Study to Investigate the Potential of Probiotics in Yogurt (SIPPY)
The purpose of this study is to determine if the consumption of a yogurt drink containing a high dose of probiotics decreases absences, due to illnesses, in daycare centers for children between the ages of 1 and 3.
|Study Design:||Allocation: Randomized
Endpoint Classification: Efficacy Study
Intervention Model: Parallel Assignment
Masking: Double Blind (Subject, Caregiver, Investigator, Outcomes Assessor)
Primary Purpose: Prevention
|Official Title:||Study to Investigate the Potential of Probiotics in Yogurt|
- Number of Days Children Are Out of School Sick [ Time Frame: 90 days ] [ Designated as safety issue: No ]Outcome measure, "number of days children are out of school sick" was measured for the entire population
|Study Start Date:||July 2007|
|Study Completion Date:||August 2008|
|Primary Completion Date:||August 2008 (Final data collection date for primary outcome measure)|
Placebo Comparator: Placebo
Subjects were provided 4 fluid ounces (112 grams) administered orally per day of placebo drink.
The placebo drink combined a commercial blend (YFL-702, Chr.) of the following active cultures, Streptococcus thermophilus and Lactobacillus delbrueckii subsp. bulgaricus.
Experimental: Bifidobacterium lactis (BB-12)
Subjects were provided 4 fluid ounces (112 grams) administered orally per day of active drink.
Drug: Bifidobacterium lactis (BB-12)
The active drink is currently available commercially on campus at The Berkey Creamery at Penn State in State College, Pennsylvania. The active drink combined a commercial blend (YFL-702, Chr.) of the following active cultures, Streptococcus thermophilus and Lactobacillus delbrueckii subsp. bulgaricus. The active drink was also supplemented with the probiotic BB-12, acquired from Chr. Hansen (Milwaukee, Wisconsin).
It is reported that more than half of all young children attend daycare centers in the United States. Absences due to illnesses are costly both on an individual and societal level; these absences are generally due to diarrhea or upper respiratory infections.
In the U.S., children under five years of age experience 20-35 million episodes of diarrhea per year. These episodes lead to 2-3.5 million physician visits (which account for 10% of all visits by children), more than 200,000 hospitalizations (13% of hospital admissions in children under five years), and 325-425 deaths annually. In 1991, the outpatient costs of treating diarrhea in children under age three was calculated at 0.6-1 billion dollars per year.
Respiratory illness is among the leading causes of death in children under five years of age. Approximately 200,000 deaths in the U.S. and 3.9 million deaths worldwide are attributed to respiratory illnesses. Respiratory illness is also the most frequent reason for physician consultation, with more than 40% of all pediatric outpatient visits related to respiratory illness. According to a recent study, 39% of children attending daycare experienced acute otitis media (ear infection) and 26% reported allergies. Most notably, 10% of children attending daycare were admitted to the hospital due to respiratory illnesses.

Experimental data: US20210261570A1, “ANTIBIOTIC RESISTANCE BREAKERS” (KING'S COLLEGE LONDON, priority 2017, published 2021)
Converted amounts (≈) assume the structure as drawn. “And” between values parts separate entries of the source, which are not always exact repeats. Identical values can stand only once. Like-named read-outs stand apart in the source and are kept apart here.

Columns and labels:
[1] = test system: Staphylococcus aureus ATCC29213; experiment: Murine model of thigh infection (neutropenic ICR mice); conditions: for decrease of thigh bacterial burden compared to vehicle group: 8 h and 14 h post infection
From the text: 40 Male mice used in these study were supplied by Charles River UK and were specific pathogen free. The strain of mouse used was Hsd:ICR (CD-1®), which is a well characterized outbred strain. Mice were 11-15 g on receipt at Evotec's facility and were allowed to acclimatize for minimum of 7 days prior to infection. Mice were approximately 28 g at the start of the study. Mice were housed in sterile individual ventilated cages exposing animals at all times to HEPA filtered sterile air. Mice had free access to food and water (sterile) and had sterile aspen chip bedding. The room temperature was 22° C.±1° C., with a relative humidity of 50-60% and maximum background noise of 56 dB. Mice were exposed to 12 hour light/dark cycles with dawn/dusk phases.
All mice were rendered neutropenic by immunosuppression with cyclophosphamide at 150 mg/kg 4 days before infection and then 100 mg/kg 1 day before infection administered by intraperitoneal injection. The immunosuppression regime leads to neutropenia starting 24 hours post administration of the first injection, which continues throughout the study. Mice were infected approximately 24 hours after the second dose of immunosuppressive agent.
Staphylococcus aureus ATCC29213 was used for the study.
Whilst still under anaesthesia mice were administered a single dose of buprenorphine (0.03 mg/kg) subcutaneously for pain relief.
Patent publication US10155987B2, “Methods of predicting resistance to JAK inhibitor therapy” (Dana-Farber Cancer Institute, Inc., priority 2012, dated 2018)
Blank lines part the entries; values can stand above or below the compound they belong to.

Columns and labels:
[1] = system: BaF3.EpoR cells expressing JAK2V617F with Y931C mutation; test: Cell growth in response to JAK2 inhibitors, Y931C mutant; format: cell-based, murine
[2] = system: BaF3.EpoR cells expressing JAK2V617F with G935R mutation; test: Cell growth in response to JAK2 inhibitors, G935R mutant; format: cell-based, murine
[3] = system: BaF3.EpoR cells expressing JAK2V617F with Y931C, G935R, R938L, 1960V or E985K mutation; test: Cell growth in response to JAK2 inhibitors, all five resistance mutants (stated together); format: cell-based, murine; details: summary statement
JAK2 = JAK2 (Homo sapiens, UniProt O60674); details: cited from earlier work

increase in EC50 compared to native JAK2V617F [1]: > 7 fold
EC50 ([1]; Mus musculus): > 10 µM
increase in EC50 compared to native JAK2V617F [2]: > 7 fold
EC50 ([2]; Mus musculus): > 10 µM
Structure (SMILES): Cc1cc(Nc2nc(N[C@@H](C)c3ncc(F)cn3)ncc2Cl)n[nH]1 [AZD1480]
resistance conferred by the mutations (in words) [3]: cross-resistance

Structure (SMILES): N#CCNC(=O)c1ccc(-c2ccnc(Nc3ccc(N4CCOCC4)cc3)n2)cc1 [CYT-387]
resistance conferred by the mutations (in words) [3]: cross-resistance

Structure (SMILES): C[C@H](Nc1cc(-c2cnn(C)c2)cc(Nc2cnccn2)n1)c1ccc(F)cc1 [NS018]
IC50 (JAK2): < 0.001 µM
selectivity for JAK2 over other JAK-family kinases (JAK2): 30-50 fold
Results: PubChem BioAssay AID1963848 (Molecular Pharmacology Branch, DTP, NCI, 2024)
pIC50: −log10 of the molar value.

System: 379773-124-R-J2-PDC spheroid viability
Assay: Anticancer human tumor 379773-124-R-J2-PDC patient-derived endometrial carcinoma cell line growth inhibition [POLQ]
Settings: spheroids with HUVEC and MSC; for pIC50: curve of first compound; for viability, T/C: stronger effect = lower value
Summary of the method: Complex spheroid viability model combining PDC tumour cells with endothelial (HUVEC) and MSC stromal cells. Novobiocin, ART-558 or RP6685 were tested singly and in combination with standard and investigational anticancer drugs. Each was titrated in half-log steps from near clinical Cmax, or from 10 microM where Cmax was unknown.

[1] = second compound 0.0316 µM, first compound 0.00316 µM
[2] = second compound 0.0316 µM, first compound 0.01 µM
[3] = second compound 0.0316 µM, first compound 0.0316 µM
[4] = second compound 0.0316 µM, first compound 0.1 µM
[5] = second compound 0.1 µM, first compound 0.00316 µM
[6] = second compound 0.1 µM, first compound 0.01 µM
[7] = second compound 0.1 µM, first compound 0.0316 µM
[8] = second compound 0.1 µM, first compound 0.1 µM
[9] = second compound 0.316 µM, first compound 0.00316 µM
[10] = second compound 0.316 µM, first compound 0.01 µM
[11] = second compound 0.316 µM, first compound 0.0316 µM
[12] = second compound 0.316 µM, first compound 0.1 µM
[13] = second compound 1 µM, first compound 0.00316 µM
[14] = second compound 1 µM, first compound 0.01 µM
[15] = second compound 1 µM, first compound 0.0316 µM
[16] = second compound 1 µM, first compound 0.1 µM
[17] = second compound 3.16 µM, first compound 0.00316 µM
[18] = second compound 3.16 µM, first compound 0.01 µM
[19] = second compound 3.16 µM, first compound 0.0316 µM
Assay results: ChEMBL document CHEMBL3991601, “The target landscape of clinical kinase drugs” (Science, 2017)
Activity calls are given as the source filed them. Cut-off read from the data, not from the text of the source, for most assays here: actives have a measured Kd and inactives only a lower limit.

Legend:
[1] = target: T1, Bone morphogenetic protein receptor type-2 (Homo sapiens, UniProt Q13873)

We have chosen BB-12 as the probiotic for this study as it is one of the best characterized probiotics with a long safety record in children, a well-proven ability to colonize the human intestinal tract, and demonstrated efficacy for different pediatric conditions. Furthermore, BB-12 is a commercially available probiotic strain that has been used in a number of feeding and clinical trials.
In fact, there is a new infant formula on the market, using the identical strain we are, in the first commercially available probiotic infant formula available in the United States. Not only has BB-12 been found to survive transit through the stomach, small intestine and colon, but also long-term consumption of BB-12 formula at levels as high as 1 billion CFU/g (240 g serving) have been found to be safe.
Our overall goal is to demonstrate that a probiotic-containing yogurt beverage can be used successfully as a vehicle for delivering health-enhancing probiotics; more specifically to determine if a yogurt drink containing Bifidobacterium lactis BB-12 at a minimum 1010 colony forming units (CFU)/per serving can prevent daycare absences.
The rationale for focusing on food as a vehicle for the transmission of probiotics is that it has the potential to benefit children more than using probiotics in a more medicinal manner, such as pills or capsules. By providing an intervention in the form of a yogurt drink, parents are given a more convenient and simple alternative to traditional probiotic supplements. As yogurt is known to be a nutrient dense food, a yogurt drink is likely to be more appealing to both children and their parents for long-term consumption than pharmaceutical-like preparations. Although compliance with most medicinal regimens is around 50%, by offering a more attractive formulation of high dose probiotics and collaborating with participants we believe compliance will exceed normal levels. Ultimately, by capitalizing on the widely accepted healthy image of yogurt and offering a simple, convenient source of probiotics, we believe this product has the potential to positively impact the health of children around the world.
|United States, District of Columbia|
|Georgetown University Department of Family Medicine|
|Washington, District of Columbia, United States, 20007|
|Principal Investigator:||Daniel J Merenstein, MD||Georgetown University|